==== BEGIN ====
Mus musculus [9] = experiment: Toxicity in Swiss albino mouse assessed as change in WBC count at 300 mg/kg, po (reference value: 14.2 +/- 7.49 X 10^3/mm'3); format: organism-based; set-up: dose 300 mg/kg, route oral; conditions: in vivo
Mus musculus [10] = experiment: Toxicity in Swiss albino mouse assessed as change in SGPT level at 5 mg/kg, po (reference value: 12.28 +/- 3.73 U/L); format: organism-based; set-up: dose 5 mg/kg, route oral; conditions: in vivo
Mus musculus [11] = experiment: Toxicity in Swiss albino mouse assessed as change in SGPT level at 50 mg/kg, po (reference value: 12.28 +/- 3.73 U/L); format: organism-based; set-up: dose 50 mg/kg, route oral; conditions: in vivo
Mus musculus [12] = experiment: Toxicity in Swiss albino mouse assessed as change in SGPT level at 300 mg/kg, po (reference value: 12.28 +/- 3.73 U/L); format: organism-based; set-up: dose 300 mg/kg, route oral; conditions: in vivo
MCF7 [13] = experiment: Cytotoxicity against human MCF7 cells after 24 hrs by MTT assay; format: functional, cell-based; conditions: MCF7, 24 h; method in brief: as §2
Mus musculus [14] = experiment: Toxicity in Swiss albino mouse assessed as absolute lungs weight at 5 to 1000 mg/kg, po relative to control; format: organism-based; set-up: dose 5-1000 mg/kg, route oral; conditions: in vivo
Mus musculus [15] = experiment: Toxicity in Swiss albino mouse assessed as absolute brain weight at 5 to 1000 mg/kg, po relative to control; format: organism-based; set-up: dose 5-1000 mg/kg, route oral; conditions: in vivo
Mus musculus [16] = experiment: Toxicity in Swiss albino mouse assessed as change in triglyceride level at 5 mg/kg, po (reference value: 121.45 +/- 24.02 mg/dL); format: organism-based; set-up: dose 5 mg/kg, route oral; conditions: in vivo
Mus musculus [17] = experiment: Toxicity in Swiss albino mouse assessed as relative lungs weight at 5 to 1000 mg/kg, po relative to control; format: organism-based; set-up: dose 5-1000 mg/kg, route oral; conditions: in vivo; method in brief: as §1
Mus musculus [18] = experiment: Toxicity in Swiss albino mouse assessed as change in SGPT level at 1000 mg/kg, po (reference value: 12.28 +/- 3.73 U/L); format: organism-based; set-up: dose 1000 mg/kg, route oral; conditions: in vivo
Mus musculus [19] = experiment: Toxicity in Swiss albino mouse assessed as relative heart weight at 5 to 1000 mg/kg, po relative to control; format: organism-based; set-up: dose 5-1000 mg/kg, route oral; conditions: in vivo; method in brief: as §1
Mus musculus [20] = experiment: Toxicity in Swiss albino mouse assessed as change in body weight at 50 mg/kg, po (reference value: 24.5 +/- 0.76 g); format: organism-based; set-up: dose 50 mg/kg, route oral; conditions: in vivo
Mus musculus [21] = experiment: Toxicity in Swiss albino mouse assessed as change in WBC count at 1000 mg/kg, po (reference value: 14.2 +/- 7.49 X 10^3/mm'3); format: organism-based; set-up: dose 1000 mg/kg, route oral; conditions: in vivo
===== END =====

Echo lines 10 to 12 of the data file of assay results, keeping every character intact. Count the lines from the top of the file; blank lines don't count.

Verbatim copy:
Mus musculus [18] = experiment: Toxicity in Swiss albino mouse assessed as change in SGPT level at 1000 mg/kg, po (reference value: 12.28 +/- 3.73 U/L); format: organism-based; set-up: dose 1000 mg/kg, route oral; conditions: in vivo
Mus musculus [19] = experiment: Toxicity in Swiss albino mouse assessed as relative heart weight at 5 to 1000 mg/kg, po relative to control; format: organism-based; set-up: dose 5-1000 mg/kg, route oral; conditions: in vivo; method in brief: as §1
Mus musculus [20] = experiment: Toxicity in Swiss albino mouse assessed as change in body weight at 50 mg/kg, po (reference value: 24.5 +/- 0.76 g); format: organism-based; set-up: dose 50 mg/kg, route oral; conditions: in vivo